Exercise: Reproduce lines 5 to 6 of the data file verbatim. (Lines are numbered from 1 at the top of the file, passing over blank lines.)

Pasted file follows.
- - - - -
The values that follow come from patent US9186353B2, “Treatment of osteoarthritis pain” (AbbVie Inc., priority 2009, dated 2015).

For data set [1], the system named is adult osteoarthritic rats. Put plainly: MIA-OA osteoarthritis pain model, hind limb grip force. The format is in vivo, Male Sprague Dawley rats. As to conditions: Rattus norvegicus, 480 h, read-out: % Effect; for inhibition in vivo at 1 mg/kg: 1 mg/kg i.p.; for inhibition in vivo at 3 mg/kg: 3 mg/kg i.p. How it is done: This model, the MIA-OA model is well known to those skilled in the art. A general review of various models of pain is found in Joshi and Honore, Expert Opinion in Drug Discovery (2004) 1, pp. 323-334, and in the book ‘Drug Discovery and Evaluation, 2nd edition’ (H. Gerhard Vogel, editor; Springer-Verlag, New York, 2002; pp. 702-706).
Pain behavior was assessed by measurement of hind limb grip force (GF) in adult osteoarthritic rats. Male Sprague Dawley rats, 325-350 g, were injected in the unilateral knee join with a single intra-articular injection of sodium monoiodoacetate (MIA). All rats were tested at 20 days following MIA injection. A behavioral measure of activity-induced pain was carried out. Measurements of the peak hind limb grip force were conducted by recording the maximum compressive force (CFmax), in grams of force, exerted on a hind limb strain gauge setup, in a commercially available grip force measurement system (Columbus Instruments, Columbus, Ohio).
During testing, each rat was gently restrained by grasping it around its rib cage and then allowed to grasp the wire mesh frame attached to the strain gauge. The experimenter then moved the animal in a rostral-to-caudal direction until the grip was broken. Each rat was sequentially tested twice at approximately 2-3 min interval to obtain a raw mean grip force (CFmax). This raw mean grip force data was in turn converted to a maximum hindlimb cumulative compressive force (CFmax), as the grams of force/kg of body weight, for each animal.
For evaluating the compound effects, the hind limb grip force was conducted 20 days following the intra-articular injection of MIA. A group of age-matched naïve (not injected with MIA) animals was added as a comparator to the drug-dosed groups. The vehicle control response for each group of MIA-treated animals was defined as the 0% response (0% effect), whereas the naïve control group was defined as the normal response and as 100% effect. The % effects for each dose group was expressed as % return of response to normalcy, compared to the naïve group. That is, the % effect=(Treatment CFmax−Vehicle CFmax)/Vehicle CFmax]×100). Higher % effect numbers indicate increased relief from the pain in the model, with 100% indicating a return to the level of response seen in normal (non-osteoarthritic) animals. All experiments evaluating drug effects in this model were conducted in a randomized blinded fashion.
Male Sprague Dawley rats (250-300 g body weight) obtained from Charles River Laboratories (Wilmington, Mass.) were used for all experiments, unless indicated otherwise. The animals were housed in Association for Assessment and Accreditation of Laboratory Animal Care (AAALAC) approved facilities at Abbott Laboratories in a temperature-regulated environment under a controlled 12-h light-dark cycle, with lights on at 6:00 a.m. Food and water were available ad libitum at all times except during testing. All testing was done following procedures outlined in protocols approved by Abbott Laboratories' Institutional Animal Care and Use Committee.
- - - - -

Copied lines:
For evaluating the compound effects, the hind limb grip force was conducted 20 days following the intra-articular injection of MIA. A group of age-matched naïve (not injected with MIA) animals was added as a comparator to the drug-dosed groups. The vehicle control response for each group of MIA-treated animals was defined as the 0% response (0% effect), whereas the naïve control group was defined as the normal response and as 100% effect. The % effects for each dose group was expressed as % return of response to normalcy, compared to the naïve group. That is, the % effect=(Treatment CFmax−Vehicle CFmax)/Vehicle CFmax]×100). Higher % effect numbers indicate increased relief from the pain in the model, with 100% indicating a return to the level of response seen in normal (non-osteoarthritic) animals. All experiments evaluating drug effects in this model were conducted in a randomized blinded fashion.
Male Sprague Dawley rats (250-300 g body weight) obtained from Charles River Laboratories (Wilmington, Mass.) were used for all experiments, unless indicated otherwise. The animals were housed in Association for Assessment and Accreditation of Laboratory Animal Care (AAALAC) approved facilities at Abbott Laboratories in a temperature-regulated environment under a controlled 12-h light-dark cycle, with lights on at 6:00 a.m. Food and water were available ad libitum at all times except during testing. All testing was done following procedures outlined in protocols approved by Abbott Laboratories' Institutional Animal Care and Use Committee.